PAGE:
Though symptoms of premenstrual syndrome (PMS) and pregnancy are often similar, there are several key differences and certain symptoms that are unique to each.
Premenstrual syndrome (PMS) is a group of symptoms linked to the menstrual cycle. Typically, PMS symptoms happen one to two weeks before your period. They usually stop after your period starts.
The symptoms of PMS can be very similar to those of early pregnancy. Read on to learn how to tell the difference. But remember, these differences are subtle and vary from woman to woman.
PMS: During PMS, breast swelling and tenderness can occur during the second half of your menstrual cycle. Tenderness ranges from mild to severe, and is usually the most severe right before your period. Women in their childbearing years tend to have more severe symptoms.
Breast tissue may feel bumpy and dense, especially in the outer areas. You may have a feeling of breast fullness with tenderness and a heavy, dull pain. The pain often improves during your period or right after, as your progesterone levels decrease.
Pregnancy: Your breasts during early pregnancy may feel sore, sensitive, or tender to the touch. They may also feel fuller and heavier. This tenderness and swelling will usually happen one to two weeks after you conceive, and it can last for a while as your progesterone levels rise due to your pregnancy.
PMS: You generally won’t have bleeding or spotting if it’s PMS. When you have your period, the flow is noticeably heavier and can last up to a week.
Pregnancy: For some, one of the first signs of pregnancy is light vaginal bleeding or spotting that’s usually pink or dark brown. This typically happens 10 to 14 days after conception and is usually not enough to fill pads or tampons. The spotting typically lasts for just a day or two, so it’s shorter than a normal period.
PMS: You may be irritable and feel a bit grouchy during PMS. You may also have crying spells and feel anxious. These symptoms typically go away after your period starts.
Getting some exercise and plenty of sleep may help take the edge off of your PMS moodiness. However, if you feel sad, overwhelmed, hopeless, or lack energy for two weeks or more, you could be depressed. Be sure to talk to your doctor.
Pregnancy: If you’re pregnant, you can have mood changes that last until you give birth. You’re more likely to be emotional during pregnancy. You may be ecstatic and excited, looking forward to the new member of your family. You may also have moments of sadness and cry more easily.
As with PMS, these latter symptoms can also indicate depression. If you’re concerned about your symptoms and think you might be depressed, be sure to talk to your doctor. Depression during pregnancy is common, and it can — and should — be treated.
PMS: Tiredness or fatigue is common during PMS, as is trouble sleeping. These symptoms should go away when your period starts. Getting some exercise can help improve your sleep and lessen your fatigue.
Pregnancy: While you’re pregnant, increased levels of the hormone progesterone can make you tired. Fatigue can be more pronounced during your first trimester, but it can last throughout your pregnancy as well. To help your body cope, be sure to eat well and get lots of sleep.
PMS: You shouldn’t expect nausea or vomiting if your period is late but some digestive discomfort such as nausea can accompany symptoms of PMS.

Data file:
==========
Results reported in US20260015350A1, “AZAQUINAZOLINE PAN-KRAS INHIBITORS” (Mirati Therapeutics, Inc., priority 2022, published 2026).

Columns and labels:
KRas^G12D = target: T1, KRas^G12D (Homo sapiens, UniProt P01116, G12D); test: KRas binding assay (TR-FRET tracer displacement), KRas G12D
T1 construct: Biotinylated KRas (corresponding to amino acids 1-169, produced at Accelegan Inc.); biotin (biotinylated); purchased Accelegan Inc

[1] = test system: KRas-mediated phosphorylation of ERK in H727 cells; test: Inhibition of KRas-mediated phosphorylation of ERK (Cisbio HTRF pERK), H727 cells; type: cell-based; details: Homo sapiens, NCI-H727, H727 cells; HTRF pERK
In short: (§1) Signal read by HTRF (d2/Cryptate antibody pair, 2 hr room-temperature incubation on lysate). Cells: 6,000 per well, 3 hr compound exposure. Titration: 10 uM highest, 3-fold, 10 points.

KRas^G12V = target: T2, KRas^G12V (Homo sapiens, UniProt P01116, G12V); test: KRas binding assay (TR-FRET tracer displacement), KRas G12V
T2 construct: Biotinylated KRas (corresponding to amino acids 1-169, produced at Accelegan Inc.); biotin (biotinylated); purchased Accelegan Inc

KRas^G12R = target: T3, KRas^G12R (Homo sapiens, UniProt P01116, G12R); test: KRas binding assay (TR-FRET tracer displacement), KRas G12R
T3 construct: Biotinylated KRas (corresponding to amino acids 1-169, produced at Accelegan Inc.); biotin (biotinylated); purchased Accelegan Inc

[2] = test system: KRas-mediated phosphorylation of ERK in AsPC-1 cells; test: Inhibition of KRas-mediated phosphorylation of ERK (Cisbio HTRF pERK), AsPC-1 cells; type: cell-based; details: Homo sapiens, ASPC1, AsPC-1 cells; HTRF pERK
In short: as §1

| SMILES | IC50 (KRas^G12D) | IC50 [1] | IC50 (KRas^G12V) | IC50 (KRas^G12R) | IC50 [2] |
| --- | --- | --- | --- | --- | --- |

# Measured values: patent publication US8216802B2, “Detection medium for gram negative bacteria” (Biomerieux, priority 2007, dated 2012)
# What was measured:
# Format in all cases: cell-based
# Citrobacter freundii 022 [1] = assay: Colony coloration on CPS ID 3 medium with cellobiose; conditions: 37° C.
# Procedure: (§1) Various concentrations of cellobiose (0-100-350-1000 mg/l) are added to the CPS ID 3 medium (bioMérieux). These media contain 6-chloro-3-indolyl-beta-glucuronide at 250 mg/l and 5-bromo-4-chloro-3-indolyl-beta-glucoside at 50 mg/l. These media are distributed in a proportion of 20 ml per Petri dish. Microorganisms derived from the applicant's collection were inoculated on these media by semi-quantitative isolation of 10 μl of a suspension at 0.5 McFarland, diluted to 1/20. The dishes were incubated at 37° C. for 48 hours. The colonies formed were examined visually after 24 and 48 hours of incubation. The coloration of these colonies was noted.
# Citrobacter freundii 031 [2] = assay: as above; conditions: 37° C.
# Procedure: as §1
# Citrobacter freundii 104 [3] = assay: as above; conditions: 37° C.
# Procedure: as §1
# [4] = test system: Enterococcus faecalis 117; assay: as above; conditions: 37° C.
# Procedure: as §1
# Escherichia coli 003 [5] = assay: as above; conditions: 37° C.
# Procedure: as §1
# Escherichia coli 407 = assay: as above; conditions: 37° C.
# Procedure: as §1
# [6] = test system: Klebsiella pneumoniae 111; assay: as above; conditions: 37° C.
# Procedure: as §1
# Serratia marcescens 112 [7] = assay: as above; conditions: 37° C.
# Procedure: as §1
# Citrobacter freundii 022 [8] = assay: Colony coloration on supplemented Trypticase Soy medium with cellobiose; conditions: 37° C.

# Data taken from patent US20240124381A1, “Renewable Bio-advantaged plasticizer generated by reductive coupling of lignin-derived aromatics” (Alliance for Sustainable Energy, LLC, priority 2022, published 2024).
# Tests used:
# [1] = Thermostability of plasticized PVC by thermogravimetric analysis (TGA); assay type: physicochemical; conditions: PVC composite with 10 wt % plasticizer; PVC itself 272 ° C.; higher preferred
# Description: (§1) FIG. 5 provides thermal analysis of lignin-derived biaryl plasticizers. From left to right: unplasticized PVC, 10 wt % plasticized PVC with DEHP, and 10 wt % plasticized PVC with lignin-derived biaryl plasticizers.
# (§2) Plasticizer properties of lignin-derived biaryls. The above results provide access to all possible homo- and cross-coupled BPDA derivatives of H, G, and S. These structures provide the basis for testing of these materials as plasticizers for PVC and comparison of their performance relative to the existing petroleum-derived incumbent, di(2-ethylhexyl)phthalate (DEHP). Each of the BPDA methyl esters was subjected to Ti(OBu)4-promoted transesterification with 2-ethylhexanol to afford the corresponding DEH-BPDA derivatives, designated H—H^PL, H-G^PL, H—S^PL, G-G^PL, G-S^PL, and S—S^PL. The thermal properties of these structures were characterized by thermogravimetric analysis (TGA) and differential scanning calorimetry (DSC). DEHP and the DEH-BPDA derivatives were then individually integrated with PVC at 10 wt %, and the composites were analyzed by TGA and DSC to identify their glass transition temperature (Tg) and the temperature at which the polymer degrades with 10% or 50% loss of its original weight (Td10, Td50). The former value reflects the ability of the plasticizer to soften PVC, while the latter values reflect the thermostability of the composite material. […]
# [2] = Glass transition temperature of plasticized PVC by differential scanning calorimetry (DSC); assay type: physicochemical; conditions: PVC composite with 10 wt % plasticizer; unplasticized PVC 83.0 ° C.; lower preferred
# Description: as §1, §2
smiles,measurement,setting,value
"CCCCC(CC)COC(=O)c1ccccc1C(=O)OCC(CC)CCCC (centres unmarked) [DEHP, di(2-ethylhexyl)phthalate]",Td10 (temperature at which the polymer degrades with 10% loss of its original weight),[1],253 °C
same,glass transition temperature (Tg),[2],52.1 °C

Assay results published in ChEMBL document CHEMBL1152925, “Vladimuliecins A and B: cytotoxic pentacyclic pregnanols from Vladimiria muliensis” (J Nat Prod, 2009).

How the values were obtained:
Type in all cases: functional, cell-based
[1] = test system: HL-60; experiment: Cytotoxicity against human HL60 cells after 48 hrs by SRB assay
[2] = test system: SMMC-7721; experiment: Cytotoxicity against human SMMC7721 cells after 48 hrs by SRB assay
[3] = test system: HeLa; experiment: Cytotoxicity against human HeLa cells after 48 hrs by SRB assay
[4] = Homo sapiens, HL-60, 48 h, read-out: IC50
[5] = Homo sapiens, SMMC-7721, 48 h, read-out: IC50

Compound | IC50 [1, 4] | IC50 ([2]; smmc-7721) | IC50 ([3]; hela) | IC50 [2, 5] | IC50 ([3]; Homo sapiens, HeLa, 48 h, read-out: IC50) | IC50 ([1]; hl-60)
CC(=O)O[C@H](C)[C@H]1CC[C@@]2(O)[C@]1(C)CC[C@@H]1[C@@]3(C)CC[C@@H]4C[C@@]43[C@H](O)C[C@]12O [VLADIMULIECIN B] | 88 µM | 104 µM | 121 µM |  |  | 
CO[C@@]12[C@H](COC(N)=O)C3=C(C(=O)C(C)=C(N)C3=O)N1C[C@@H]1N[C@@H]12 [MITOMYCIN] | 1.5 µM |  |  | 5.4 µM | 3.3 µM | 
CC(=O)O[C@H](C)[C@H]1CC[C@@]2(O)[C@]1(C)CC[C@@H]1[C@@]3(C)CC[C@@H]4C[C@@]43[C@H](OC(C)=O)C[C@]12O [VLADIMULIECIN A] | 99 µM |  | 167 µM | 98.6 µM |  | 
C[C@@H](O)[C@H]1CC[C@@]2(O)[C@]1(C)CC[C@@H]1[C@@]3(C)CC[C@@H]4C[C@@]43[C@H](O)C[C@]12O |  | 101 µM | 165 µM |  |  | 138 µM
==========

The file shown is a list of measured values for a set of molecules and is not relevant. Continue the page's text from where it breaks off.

Pregnancy: Morning sickness is one of the most classic and clear signs you’re pregnant. Bouts of nausea often begin a month after you get pregnant. Vomiting may or may not accompany the nausea. Despite the name, morning sickness can occur at any time of the day. However, not all women experience morning sickness.
PMS: When you have PMS, you’ll likely notice that your eating habits change. You may crave chocolate, carbohydrates, sugars, sweets, or salty foods. Or you may have a ravenous appetite. These cravings don’t happen to the same extent when you’re pregnant.
Pregnancy: You may have highly specific cravings, and you may be totally uninterested in other foods. You may also have an aversion to certain smells and tastes, even ones you once liked. These effects can last throughout pregnancy.
You could also have pica, in which you compulsively eat items that have no nutritional value, such as ice, dirt, dried paint flakes, or pieces of metal. If you have cravings for nonfood items, talk to your doctor right away.
PMS: If you have PMS, you may experience dysmenorrhea, which are cramps that happen 24 to 48 hours before your period. The pain will probably decrease during your period and eventually go away by the end of your flow.
Menstrual cramps will often decrease after your first pregnancy or as you age. Some women will experience more cramping as they start to go into menopause.
Pregnancy: Early in pregnancy, you may experience mild or light cramping. These cramps will probably feel like the light cramps you get during your period, but they’ll be in your lower stomach or lower back.
If you have a history of pregnancy loss, don’t ignore these symptoms. Rest. If they don’t subside, talk to your doctor. You can have the cramps for weeks up to months when you’re pregnant. If you know you’re pregnant and these cramps are accompanied by any bleeding or watery discharge, see a doctor immediately.
It’s important to know the cause of your symptoms. If you’re pregnant, the sooner you find out, the sooner you can get the right care. The best way to tell the difference between symptoms of PMS and early pregnancy is to take a pregnancy test.
It can also be helpful to track your symptoms so you notice when there’s a change in your typical pattern. If you have questions or concerns about any of your symptoms, be sure to see your doctor.